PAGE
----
Total beer dollar sales in 2019 increased to $37.2 billion in U.S. off-premise retailers, according to market research firm IRI. The Chicago-based market research firm, which tracks category-wide sales at major off-premise retailers, reported a 5.2% increase in beer dollar sales, and a 2.3% increase in volume sales at multi-outlet and convenience (MULC) stores (grocery, drug, club, dollar, mass-merchandiser and military) through December 29.
Hard seltzer is not a fad; it’s a category, Brandy Rand, the COO of market research firm IWSR, declared today during Beer Business Daily’s Beer Industry Summit in Palm Beach, Florida.
Off-premise dollar sales of hard seltzers are on pace to hit $1.5 billion by the end of 2019, Nielsen’s beverage alcohol practice team shared earlier this month during the Brewbound Live business conference in Santa Monica. Nielsen’s beverage alcohol practice team members Danelle Kosmal and Caitlyn Battaglia shared that hard seltzers now account for 5% of all beer category dollars.
With just one month left in 2019, off-premise beer dollar and volume sales appear poised to finish in the black. Through the first 11 months of 2019, off-premise beer category dollar sales in multi-outlet and convenience stores tracked by market research firm IRI are up 5.2%, to nearly $34.5 billion, while volume sales are up 2.3%. The largest dollar sales growth in 2019 thus far has come from flavored malt beverages, including hard seltzers.
Craft brewers are on pace for another year of low single-digit growth, the Brewers Association announced today in its annual “The Year in Beer” review. The not-for-profit trade organization representing small and independent U.S. craft breweries projects 2019 volume growth of 4%, down slightly from the 2018 number.
The tidal wave of hard seltzers shows no signs of slowing down, market research firm Nielsen’s beverage alcohol practice team shared Thursday during the Brewbound Live business conference in Santa Monica.
The key summer selling season ended on a high note for the beer category, as dollar sales of beer, cider and FMBs increased 4.4% in off-premise retailers during the Labor Day holiday week (ending August 31) compared to the same time last year, market research firm Nielsen reported.
Halfway through 2019, volume growth for small and independent U.S. craft brewers has remained steady at 4 percent, according to data released today by national trade group the Brewers Association (BA). BA chief economist Bart Watson, in a press release, characterized craft brewers’ low- to mid-single-digit craft brewer volume growth as “a similar pattern” to recent years.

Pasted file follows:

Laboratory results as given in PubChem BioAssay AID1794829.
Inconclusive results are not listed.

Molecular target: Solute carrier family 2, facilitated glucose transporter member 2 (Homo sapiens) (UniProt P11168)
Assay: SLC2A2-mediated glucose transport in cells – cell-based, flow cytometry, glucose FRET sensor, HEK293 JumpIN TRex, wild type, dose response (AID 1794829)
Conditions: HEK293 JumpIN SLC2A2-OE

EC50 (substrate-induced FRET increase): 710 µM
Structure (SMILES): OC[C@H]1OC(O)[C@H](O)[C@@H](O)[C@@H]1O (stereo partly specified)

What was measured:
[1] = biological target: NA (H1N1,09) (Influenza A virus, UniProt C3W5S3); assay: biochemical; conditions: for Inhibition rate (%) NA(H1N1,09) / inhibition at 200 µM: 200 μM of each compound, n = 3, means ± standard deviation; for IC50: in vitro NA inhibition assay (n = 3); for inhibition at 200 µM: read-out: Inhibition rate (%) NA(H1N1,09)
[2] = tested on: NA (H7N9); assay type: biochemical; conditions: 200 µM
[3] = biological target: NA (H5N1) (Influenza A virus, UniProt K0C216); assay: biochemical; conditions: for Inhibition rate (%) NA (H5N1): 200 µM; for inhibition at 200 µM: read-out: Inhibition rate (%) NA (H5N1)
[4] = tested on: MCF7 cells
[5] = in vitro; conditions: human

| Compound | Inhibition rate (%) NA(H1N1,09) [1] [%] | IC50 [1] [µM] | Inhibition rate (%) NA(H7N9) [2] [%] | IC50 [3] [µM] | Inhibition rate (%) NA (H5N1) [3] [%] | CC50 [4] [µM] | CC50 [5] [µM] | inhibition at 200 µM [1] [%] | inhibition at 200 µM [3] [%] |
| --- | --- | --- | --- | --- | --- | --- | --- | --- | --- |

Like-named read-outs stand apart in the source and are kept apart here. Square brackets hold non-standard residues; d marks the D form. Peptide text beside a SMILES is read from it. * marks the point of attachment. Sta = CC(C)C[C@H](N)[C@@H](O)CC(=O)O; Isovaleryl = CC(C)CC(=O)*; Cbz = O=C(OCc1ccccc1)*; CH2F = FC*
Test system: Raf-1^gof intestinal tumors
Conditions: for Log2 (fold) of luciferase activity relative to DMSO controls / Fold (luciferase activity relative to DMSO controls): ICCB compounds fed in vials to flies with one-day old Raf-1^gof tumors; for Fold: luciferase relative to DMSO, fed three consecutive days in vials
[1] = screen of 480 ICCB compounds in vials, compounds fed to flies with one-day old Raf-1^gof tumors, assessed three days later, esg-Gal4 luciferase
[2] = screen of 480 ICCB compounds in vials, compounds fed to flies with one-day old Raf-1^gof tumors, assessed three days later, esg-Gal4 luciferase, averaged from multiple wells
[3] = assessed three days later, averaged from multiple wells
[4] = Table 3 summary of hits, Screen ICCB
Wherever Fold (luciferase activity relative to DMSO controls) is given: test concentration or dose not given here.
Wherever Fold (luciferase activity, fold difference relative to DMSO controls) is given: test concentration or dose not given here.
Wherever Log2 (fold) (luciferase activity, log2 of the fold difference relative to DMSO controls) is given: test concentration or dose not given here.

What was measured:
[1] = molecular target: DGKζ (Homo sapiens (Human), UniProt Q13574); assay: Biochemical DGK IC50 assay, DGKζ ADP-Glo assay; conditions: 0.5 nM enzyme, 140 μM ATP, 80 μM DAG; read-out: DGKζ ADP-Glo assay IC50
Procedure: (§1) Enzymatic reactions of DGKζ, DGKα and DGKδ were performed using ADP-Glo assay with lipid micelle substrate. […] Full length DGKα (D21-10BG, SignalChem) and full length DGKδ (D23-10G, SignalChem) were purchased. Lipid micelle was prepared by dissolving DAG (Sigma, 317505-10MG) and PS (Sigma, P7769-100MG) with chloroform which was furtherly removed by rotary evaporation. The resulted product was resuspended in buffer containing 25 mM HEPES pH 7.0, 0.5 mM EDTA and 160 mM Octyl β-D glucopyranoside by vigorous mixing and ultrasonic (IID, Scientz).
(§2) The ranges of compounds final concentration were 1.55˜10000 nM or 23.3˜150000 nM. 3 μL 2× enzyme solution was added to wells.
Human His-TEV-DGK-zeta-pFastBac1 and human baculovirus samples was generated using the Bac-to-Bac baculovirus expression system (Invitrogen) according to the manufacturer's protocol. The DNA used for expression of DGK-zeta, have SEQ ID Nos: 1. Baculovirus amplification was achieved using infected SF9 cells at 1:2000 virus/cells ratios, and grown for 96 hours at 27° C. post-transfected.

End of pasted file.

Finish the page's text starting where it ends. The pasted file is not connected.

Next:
Year-to-date beer category dollar sales are up 3.5 percent, to nearly $19.5 billion, in off-premise retailers tracked by market research firm IRI. According to the Chicago-based firm, three segments — imports (+5.9), flavored malt beverages (+27.7 percent) and domestic super premiums (+12.6 percent) — have achieved nine-figure sales growth through July 14 in its multi-outlet and convenience store universe. In fact, dollar sales of FMBs, including popular hard seltzers, have topped $1.9 billion so far this year.
It’s an age-old question: What does a “craft beer drinker” look like? According to market research firm Nielsen, which presented findings from its newest “Craft Beer Insights Poll” (CIP) during a Brewers Association-sponsored webinar last week, the average weekly craft beer drinker is primarily male, between the ages of 21 and 44, and makes between $75,000 and $99,000 annually. However, those demographics are beginning to shift among less frequent consumers of craft, with 79 percent of women considering themselves monthly drinkers.
A majority of Americans say beer is their alcoholic beverage of choice during the July 4 holiday, according to a survey commissioned by national trade group the Beer Institute (BI). The poll — conducted by Quadrant Strategies between June 21-25 — asked 1,000 legal-drinking-age adults which alcoholic beverage they’d be consuming or serving during Independence Day. Beer was the answer for 75 percent of the respondents.
An important summer selling period is drawing near, and Brewbound has you covered with some of the most recent category data from market research firms such as Nielsen and IRI, as well as industry trade groups the Beer Institute (BI) and National Beer Wholesalers Association (NBWA).
More than half of the top 50 Brewers Association-defined craft brewing companies didn’t grow in 2018, according to data published in the May/June edition of the not-for-profit trade group’s New Brewer magazine. It’s the third consecutive year that at least half of the top 50 regional craft brewing companies — those producing between 15,000 and six million barrels of beer a year — didn’t grow. In 2018, 28 of the top 50 small and independent breweries either declined or remained flat. In fact, just seven companies in the top 20 posted mid-to-low single-digit growth.
The U.S. beer industry was responsible for creating more than 2.19 million jobs that paid more than $101 billion in wages and benefits in 2018, according to a joint study released today by industry trade organizations the Beer Institute (BI) and the National Beer Wholesalers Association (NBWA).